Database vendor MariaDB acquired privately held geospatial data technology vendor CubeWerx in a deal made public on Thursday that will bring the vendor in line with competitors that already offer geospatial capabilities.
MariaDB is in the process of preparing for an initial public offering, though the vendor has not said when the actual IPO will happen. Financial terms of the deal were not disclosed.
Alongside the acquisition, MariaDB joined the Geospatial Consortium, an organization that is working on building standards and best practices for using geospatial information.
CubeWerx, based in Gatineau, Quebec, Canada, has developed a technology it calls the Stratos Geospatial Platform, which lets organizations load, manage and analyze geospatial data.
MariaDB has had limited support for geospatial data in the past and will now work to integrate the CubeWerx technology into its SkySQL cloud database as a service. The vendor, based in Redwood City, Calif., does not currently plan on bringing the CubeWerx technology into the open source edition of its MariaDB database.
The move to support geospatial capabilities is one that other database vendors have also taken in recent years. CockroachDB added geospatial support in its 20.2 update; MongoDB 6.0 also supports geospatial data types, including GeoJSON objects.
The biggest challenge that MariaDB will face with its new geospatial capabilities is likely to be in educating users on how the technology works. However, Lynne Schneider, analyst at IDC, said she sees opportunity in the combination of MariaDB and CubeWerx.
"We see growing demand for location and geospatial intelligence, and not every database tool is ready to handle the challenges of this type of data," she said. "The combined companies are aiming to solve for both speed and handling complexity."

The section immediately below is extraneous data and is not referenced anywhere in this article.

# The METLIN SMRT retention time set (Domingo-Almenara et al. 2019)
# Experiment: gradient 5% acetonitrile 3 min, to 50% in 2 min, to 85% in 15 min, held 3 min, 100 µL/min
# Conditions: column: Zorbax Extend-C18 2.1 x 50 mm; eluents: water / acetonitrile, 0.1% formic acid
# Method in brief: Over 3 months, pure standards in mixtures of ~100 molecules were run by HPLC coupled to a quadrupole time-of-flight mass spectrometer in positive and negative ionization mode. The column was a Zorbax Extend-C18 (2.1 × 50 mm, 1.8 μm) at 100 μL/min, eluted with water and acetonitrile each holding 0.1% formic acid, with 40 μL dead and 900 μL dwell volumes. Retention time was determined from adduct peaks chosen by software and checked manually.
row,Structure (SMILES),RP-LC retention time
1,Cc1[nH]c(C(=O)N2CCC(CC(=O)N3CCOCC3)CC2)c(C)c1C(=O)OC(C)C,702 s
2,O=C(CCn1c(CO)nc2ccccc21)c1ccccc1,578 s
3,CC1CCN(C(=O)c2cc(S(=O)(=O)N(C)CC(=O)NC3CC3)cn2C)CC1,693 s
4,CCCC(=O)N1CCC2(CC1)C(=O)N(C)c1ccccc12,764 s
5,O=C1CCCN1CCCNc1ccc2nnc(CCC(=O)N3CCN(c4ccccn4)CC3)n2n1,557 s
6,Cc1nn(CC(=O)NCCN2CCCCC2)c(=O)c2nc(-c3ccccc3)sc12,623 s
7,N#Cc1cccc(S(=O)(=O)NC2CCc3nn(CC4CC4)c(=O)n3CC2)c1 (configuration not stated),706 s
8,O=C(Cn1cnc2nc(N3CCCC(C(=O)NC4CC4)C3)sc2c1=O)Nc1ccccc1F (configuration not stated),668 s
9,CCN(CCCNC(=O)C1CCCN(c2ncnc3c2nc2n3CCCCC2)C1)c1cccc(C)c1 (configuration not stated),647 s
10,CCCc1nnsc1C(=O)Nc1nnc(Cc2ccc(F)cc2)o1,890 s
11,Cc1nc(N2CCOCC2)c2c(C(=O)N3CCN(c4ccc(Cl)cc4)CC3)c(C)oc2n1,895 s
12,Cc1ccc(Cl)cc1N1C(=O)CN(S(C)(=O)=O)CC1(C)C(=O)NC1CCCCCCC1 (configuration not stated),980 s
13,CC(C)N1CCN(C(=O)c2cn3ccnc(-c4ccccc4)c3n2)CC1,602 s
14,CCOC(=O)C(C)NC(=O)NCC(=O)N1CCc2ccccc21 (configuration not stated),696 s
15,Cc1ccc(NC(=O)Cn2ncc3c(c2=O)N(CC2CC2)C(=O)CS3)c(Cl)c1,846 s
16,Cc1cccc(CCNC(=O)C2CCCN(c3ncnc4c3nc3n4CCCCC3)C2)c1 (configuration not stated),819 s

What geospatial data capabilities can enable
With CubeWerx, MariaDB is acquiring a mature vendor with a 25-year history. CubeWerx was founded in 1996 by a team of developers that previously helped develop the Oracle Spatial database service.
"We've been thinking about geospatial and the database for a very long time," said Glenn Stowe, co-founder and vice president at CubeWerx.
Lynne SchneiderAnalyst, IDC
The model CubeWerx has developed is an approach to enable geospatial applications that can use a database as well as an application server. CubeWerx brings multiple new capabilities to the MariaDB SkySQL platform, Stowe said. One such capability is support for different types of geospatial images, including satellite and aerial drone imagery.
"CubeWerx has spent a lot of time and a lot of effort coming up with mechanisms to deal with that kind of geospatial imagery information and being able to import it into the database," Stowe said.
The CubeWerx technology doesn't necessarily store satellite images in the database, which can currently be achieved with cloud object storage. Rather, CubeWerx's technology focuses on indexing and creating metadata around the geospatial imagery so that users can query and analyze the images effectively.
One application Stowe cited is burn scar analysis, in which a user identifies the impact of fires across a region using satellite imagery. Geospatial data can be used to estimate risks related to potential fires and floods.
Integrating with MariaDB
Stowe said he's hopeful that the integration of CubeWerx and MariaDB will help developers build geospatial applications.
"There has been a shift in how people build geospatial applications on top of databases," he said. "They no longer access a database directly for queries. It's all done through APIs now."
While it's still early days for the integration, MariaDB's plan is to integrate CubeWerx with MariaDB SkySQL over the coming months.
"We don't have a precise timeline yet, but I would say in short order -- hopefully in a few months -- you will start seeing geospatial data as a service capability in SkySQL," said Jags Ramnarayan, vice president and general manager for SkySQL at MariaDB.